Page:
int id = routeContext.getParameter("id").toInt(); // read parameter "id"
            Contact contact = getContactService().getContact(id);
            routeContext.json().send(contact);
        });
    }

    ...

}


Both parts (Pippo and Jersey) share the same business:

  • Entity object (Contact class, a POJO)
import java.io.Serializable;

import javax.xml.bind.annotation.XmlAttribute;
import javax.xml.bind.annotation.XmlElement;
import javax.xml.bind.annotation.XmlRootElement;

@XmlRootElement
public class Contact implements Serializable {

    private static final long serialVersionUID = 1L;

    private int id;
    private String name;
    private String phone;
    private String address;

    public Contact() {
    }

    public Contact(int id) {
        this.id = id;
    }

    public int getId() {
        return id;
    }

    @XmlAttribute
    public Contact setId(int id) {
        this.id = id;

        return this;
    }

    public String getName() {
        return name;
    }

    @XmlElement
    public Contact setName(String name) {
        this.name = name;

        return this;
    }

    public String getPhone() {
        return phone;
    }

    @XmlElement
    public Contact setPhone(String phone) {
        this.phone = phone;

        return this;
    }

    public String getAddress() {
        return address;
    }

    @XmlElement
    public Contact setAddress(String address) {
        this.address = address;

        return this;
    }

}
  • Service ( ContactService class) 
public interface ContactService {

    List<Contact> getContacts();

    Contact getContact(int id);

    void delete(int id);

    Contact save(Contact contact);

}


As a bonus, the demo comes with some unit tests. The unit tests demonstrate:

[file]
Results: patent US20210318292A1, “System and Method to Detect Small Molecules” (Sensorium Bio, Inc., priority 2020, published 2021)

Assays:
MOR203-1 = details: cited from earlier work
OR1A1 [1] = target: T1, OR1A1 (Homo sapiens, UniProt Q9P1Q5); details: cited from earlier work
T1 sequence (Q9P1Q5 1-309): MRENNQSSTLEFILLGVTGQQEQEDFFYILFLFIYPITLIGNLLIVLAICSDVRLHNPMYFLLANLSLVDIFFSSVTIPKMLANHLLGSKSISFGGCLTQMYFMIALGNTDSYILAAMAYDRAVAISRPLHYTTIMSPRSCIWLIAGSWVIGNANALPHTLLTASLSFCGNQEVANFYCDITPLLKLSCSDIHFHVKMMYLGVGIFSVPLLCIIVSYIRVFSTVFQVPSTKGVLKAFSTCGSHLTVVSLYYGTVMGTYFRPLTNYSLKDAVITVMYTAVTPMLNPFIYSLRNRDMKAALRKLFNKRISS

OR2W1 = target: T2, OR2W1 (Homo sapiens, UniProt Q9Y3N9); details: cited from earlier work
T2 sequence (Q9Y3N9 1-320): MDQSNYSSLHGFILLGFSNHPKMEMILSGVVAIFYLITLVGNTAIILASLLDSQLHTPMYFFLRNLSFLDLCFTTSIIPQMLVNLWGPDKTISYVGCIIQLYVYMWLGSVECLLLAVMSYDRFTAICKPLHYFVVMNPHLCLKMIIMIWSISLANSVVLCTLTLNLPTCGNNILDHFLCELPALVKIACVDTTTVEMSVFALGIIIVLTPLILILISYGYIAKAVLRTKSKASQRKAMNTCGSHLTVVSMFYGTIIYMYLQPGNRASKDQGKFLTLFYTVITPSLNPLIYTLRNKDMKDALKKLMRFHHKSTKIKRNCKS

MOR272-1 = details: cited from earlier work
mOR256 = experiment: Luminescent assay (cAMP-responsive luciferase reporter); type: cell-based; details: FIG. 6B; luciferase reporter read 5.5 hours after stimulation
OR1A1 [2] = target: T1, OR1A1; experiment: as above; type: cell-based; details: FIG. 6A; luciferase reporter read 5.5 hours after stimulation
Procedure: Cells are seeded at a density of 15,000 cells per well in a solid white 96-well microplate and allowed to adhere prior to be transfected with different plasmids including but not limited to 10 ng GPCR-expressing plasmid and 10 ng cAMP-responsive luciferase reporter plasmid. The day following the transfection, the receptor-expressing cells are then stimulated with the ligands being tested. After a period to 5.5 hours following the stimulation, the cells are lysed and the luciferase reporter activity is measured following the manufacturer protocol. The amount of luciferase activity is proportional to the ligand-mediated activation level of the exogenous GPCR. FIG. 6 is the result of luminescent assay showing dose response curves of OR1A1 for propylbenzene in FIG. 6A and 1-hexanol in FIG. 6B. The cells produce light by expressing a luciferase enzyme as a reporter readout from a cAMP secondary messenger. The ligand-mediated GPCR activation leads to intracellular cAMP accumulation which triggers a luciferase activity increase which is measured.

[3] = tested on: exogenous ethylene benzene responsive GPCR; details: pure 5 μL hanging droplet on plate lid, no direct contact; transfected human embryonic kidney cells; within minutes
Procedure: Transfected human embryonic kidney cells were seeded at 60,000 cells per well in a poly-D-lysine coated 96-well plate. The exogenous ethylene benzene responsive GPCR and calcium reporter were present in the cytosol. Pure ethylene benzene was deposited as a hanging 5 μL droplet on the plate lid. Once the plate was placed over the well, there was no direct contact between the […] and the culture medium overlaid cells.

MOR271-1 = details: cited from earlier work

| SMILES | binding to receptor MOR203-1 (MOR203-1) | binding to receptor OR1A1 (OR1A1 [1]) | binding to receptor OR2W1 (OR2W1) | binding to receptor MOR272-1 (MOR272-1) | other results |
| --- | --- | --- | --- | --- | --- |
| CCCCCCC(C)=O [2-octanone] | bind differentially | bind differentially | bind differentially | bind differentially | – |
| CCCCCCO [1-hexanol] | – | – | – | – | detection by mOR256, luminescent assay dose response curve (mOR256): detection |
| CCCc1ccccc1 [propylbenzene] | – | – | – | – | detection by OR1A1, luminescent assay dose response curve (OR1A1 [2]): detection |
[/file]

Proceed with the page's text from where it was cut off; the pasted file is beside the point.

• The same PippoTest  class can be used to tests Jersey web services and Pippo routes.

  • How you can mock a service (ContactService) and inject the mock into an application.

import com.jayway.restassured.http.ContentType;
import com.jayway.restassured.response.Response;
import org.junit.Rule;
import org.junit.Test;
import org.mockito.Mockito;
import ro.pippo.demo.common.Contact;
import ro.pippo.demo.common.ContactService;
import ro.pippo.test.PippoRule;
import ro.pippo.test.PippoTest;

import static org.junit.Assert.assertEquals;

public class AppTest extends PippoTest {

    @Rule
    public PippoRule pippoRule = new PippoRule(new Demo());

    @Test
    public void testPippoHello() {
        // set base path for pippo routes
        basePath = "/pippo";

        Response response = get("/hello");
        response.then()
            .statusCode(200)
            .contentType(ContentType.TEXT);
        assertEquals("Hello from Pippo!", response.asString());
    }

    @Test
    public void testJerseyHello() {
        // set base path for jersey resources
        basePath = "/jersey";

        Response response = get("/hello");
        response.then()
            .statusCode(200)
            .contentType(ContentType.TEXT);
        assertEquals("Hello from Jersey!", response.asString());
    }

    @Test
    public void testPippoGetContact() {
        // mock service
        mockContactService();

        // test pippo (web) aspects below
        basePath = "/pippo";
        Response response = get("/contact/1");
        response.then()
            .statusCode(200)
            .contentType(ContentType.JSON);

        Contact contact = response.as(Contact.class);
        assertEquals("Maria", contact.getName());
    }

    @Test
    public void testJerseyGetContact() {
        // mock service
        mockContactService();

        // test pippo (web) aspects below
        basePath = "/jersey";
        Response response = get("/contact/1");
        response.then()
            .statusCode(200)
            .contentType(ContentType.JSON);

        Contact contact = response.as(Contact.class);
        assertEquals("Maria", contact.getName());
    }

    private void mockContactService() {
        ContactService contactService = Mockito.mock(ContactService.class);
        Contact contact = new Contact(1)
            .setName("Maria")
            .setPhone("0741200000")
            .setAddress("Sunflower Street, No. 3");
        Mockito.when(contactService.getContact(1)).thenReturn(contact);

        getApplication().setContactService(contactService);
    }

    private JerseyApplication getApplication() {
        return (JerseyApplication) pippoRule.getApplication();
    }

}


PippoTest is a tiny wrapper over RestAssured. It is starting your application in TEST mode on any random available HTTP port.

To conclude, Pippo and JAX-RS (Jersey in this case) are a perfect match and the integration process is very smooth.

The demo application is available on GitHub.

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Topics:
java ,rest ,pippo ,jersey

Opinions expressed by DZone contributors are their own.